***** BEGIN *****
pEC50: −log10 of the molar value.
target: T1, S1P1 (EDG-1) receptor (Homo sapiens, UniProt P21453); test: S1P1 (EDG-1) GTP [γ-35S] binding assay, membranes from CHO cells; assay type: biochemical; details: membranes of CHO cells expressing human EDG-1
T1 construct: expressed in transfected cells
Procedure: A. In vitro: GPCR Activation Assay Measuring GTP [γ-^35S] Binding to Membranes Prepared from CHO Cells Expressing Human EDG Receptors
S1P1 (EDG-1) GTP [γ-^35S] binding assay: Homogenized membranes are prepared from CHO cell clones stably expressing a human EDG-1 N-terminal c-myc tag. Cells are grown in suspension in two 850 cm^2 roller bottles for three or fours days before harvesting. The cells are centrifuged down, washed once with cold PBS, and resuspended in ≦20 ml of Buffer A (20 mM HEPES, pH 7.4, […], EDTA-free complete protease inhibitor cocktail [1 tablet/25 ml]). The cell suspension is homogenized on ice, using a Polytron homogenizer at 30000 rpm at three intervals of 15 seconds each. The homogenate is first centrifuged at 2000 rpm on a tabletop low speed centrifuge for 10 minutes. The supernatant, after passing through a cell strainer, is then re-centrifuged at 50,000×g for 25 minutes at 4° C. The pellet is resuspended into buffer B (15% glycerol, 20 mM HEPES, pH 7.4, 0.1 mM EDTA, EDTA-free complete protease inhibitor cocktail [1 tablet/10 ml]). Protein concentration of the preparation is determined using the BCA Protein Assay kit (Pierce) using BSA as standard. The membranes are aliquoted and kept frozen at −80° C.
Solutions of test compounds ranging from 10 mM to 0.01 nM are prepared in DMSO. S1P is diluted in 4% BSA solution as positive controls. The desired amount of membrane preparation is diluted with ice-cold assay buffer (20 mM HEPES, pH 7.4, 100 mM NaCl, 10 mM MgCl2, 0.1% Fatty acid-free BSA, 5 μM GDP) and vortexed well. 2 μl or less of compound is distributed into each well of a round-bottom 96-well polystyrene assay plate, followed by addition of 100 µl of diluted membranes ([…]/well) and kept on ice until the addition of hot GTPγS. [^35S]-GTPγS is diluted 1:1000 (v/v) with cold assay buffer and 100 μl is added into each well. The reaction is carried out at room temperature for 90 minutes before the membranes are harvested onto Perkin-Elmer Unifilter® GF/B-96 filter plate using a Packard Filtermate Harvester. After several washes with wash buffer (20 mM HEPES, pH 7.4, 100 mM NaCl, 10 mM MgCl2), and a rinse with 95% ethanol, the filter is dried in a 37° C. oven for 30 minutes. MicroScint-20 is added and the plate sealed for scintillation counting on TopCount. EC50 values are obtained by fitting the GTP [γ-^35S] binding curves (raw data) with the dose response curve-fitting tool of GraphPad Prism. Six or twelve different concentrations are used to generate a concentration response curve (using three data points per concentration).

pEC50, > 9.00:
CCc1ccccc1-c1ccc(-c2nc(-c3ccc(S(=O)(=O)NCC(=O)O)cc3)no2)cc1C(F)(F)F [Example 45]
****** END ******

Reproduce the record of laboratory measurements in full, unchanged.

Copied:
pEC50: −log10 of the molar value.
target: T1, S1P1 (EDG-1) receptor (Homo sapiens, UniProt P21453); test: S1P1 (EDG-1) GTP [γ-35S] binding assay, membranes from CHO cells; assay type: biochemical; details: membranes of CHO cells expressing human EDG-1
T1 construct: expressed in transfected cells
Procedure: A. In vitro: GPCR Activation Assay Measuring GTP [γ-^35S] Binding to Membranes Prepared from CHO Cells Expressing Human EDG Receptors
S1P1 (EDG-1) GTP [γ-^35S] binding assay: Homogenized membranes are prepared from CHO cell clones stably expressing a human EDG-1 N-terminal c-myc tag. Cells are grown in suspension in two 850 cm^2 roller bottles for three or fours days before harvesting. The cells are centrifuged down, washed once with cold PBS, and resuspended in ≦20 ml of Buffer A (20 mM HEPES, pH 7.4, […], EDTA-free complete protease inhibitor cocktail [1 tablet/25 ml]). The cell suspension is homogenized on ice, using a Polytron homogenizer at 30000 rpm at three intervals of 15 seconds each. The homogenate is first centrifuged at 2000 rpm on a tabletop low speed centrifuge for 10 minutes. The supernatant, after passing through a cell strainer, is then re-centrifuged at 50,000×g for 25 minutes at 4° C. The pellet is resuspended into buffer B (15% glycerol, 20 mM HEPES, pH 7.4, 0.1 mM EDTA, EDTA-free complete protease inhibitor cocktail [1 tablet/10 ml]). Protein concentration of the preparation is determined using the BCA Protein Assay kit (Pierce) using BSA as standard. The membranes are aliquoted and kept frozen at −80° C.
Solutions of test compounds ranging from 10 mM to 0.01 nM are prepared in DMSO. S1P is diluted in 4% BSA solution as positive controls. The desired amount of membrane preparation is diluted with ice-cold assay buffer (20 mM HEPES, pH 7.4, 100 mM NaCl, 10 mM MgCl2, 0.1% Fatty acid-free BSA, 5 μM GDP) and vortexed well. 2 μl or less of compound is distributed into each well of a round-bottom 96-well polystyrene assay plate, followed by addition of 100 µl of diluted membranes ([…]/well) and kept on ice until the addition of hot GTPγS. [^35S]-GTPγS is diluted 1:1000 (v/v) with cold assay buffer and 100 μl is added into each well. The reaction is carried out at room temperature for 90 minutes before the membranes are harvested onto Perkin-Elmer Unifilter® GF/B-96 filter plate using a Packard Filtermate Harvester. After several washes with wash buffer (20 mM HEPES, pH 7.4, 100 mM NaCl, 10 mM MgCl2), and a rinse with 95% ethanol, the filter is dried in a 37° C. oven for 30 minutes. MicroScint-20 is added and the plate sealed for scintillation counting on TopCount. EC50 values are obtained by fitting the GTP [γ-^35S] binding curves (raw data) with the dose response curve-fitting tool of GraphPad Prism. Six or twelve different concentrations are used to generate a concentration response curve (using three data points per concentration).

pEC50, > 9.00:
CCc1ccccc1-c1ccc(-c2nc(-c3ccc(S(=O)(=O)NCC(=O)O)cc3)no2)cc1C(F)(F)F [Example 45]